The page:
In addition to mitochondrial diabetes, a fairly long and comprehensive discussion of all aspects of mitochondrial diseases follows next. These are diseases that are due to mutations in mitochondrial DNA. These diseases, essentially unknown before the complete sequencing of the mitochondrial genome in the early 1980s, are becoming more and more recognized as genetic testing becomes more readily available.
It is estimated that about 1 in 5000 people are born with a mitochondrial disease. Thus, this very important discussion should be studied by healthcare providers and physicians. It may contain explanations for unexpected, inconsistent, or lack of results that occur during standard treatment procedures for known disorders. A remedy that is unknown or unrecognized is a remedy that, for all practical purposes, is nonexistent.
The second part ends with the following brief reviews: age-related hearing loss; ageing skin and wrinkles; infertility; eye-related diseases; stem cells; cancer and ageing. It is difficult to believe that any reader, scientists included, would not find something of value in Part Two.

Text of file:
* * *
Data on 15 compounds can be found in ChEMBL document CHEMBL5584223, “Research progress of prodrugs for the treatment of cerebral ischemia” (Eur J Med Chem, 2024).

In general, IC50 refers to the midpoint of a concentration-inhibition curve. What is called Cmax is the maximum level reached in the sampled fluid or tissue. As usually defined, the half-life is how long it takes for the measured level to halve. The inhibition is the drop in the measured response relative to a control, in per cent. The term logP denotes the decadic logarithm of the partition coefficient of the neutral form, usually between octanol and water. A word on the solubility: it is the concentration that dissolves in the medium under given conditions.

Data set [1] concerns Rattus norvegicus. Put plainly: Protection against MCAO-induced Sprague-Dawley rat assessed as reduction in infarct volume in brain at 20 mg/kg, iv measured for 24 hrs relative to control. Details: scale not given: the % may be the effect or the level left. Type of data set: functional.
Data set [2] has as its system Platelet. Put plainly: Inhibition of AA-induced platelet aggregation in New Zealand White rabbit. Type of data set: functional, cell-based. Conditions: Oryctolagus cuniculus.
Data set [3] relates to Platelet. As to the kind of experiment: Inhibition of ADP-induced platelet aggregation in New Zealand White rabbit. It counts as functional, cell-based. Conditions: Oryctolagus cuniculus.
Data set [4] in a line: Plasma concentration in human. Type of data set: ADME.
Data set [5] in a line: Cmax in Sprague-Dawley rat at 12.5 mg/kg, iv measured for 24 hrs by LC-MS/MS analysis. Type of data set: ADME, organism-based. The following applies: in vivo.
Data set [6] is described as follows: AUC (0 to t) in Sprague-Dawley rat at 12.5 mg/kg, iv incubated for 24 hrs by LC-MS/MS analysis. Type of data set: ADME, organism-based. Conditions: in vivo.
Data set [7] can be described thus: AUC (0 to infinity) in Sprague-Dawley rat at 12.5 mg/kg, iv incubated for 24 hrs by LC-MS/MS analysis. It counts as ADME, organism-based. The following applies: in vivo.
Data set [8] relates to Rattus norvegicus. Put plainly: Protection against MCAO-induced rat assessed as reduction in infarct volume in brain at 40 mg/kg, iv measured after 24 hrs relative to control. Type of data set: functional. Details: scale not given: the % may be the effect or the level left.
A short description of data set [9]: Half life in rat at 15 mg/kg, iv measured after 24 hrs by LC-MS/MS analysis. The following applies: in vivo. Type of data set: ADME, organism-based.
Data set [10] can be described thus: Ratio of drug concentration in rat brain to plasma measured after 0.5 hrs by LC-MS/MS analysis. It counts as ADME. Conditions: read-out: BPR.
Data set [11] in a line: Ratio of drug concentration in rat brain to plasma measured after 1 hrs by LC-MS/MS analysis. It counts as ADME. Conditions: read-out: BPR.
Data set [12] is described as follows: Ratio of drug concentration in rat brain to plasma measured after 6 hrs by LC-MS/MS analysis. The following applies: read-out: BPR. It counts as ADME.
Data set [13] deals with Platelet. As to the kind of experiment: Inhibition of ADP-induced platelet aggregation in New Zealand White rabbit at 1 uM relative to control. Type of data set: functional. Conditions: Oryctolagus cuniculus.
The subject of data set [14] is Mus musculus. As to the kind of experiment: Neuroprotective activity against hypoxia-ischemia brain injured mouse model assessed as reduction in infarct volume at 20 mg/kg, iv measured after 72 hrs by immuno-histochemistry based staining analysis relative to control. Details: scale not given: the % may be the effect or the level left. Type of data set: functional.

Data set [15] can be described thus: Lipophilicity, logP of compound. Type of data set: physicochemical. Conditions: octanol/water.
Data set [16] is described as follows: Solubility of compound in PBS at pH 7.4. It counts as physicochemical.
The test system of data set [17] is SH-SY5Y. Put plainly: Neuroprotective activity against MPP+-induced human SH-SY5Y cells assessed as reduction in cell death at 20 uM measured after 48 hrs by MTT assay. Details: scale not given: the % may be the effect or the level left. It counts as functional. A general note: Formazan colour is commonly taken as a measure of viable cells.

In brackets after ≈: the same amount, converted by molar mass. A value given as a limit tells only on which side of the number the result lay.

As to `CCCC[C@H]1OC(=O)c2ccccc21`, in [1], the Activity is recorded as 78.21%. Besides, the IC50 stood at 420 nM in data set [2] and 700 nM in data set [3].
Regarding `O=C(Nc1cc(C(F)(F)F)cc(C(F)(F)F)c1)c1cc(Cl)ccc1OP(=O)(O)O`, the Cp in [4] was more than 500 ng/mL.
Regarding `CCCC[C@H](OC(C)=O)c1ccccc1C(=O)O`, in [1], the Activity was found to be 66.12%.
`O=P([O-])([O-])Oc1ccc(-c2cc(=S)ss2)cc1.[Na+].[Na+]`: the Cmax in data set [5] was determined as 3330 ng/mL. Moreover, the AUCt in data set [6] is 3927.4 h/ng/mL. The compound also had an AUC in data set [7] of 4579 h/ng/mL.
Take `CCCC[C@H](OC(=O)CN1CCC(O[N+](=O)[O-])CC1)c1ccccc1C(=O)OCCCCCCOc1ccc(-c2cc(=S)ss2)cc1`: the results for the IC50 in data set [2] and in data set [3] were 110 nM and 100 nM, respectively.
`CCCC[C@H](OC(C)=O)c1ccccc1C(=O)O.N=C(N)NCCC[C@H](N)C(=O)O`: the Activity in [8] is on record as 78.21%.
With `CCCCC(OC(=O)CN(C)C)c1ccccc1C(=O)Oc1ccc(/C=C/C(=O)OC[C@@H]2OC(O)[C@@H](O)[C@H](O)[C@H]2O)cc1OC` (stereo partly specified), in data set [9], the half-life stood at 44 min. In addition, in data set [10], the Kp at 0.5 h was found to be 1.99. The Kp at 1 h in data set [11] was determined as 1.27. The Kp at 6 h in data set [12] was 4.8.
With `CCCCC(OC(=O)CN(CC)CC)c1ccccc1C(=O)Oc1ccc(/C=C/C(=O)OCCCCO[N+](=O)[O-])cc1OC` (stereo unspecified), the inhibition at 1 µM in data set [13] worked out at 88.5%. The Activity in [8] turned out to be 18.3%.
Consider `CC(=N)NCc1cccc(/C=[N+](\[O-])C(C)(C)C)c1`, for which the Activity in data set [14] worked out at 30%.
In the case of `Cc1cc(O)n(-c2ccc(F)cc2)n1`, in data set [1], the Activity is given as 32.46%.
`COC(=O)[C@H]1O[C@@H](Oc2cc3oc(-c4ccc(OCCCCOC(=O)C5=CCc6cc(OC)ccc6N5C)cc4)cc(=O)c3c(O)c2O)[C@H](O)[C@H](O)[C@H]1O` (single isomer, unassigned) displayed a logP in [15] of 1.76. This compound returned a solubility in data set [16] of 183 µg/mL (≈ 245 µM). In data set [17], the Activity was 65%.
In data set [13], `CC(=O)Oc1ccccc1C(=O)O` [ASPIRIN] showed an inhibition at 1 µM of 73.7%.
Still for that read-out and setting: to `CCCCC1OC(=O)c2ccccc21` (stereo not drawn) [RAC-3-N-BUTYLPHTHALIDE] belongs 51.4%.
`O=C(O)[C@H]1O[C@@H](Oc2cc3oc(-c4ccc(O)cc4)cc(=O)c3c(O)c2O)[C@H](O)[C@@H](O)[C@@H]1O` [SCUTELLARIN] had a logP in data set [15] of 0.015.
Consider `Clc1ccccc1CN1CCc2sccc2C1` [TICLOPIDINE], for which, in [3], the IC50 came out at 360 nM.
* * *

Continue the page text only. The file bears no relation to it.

Part Three: Nurturing the Force
The third part of Life is titled Nurturing the Force. It discusses the nutrients needed to preserve the health of mitochondria and restore health to those that are compromised. It is the section that probably is the one of greatest interest to most readers. The average lay reader feels inadequate when trying to wade through unfamiliar scientific words and concepts. Thus, there seems to be more interest in writings that tell the reader what to do rather than explain the reason why. For all readers who are starting the book here in Part Three, you are doing yourself a great disservice. The time spent on reading the first two parts of the book will greatly enhance appreciation of the delicate and vital workings of mitochondria and how they can be protected.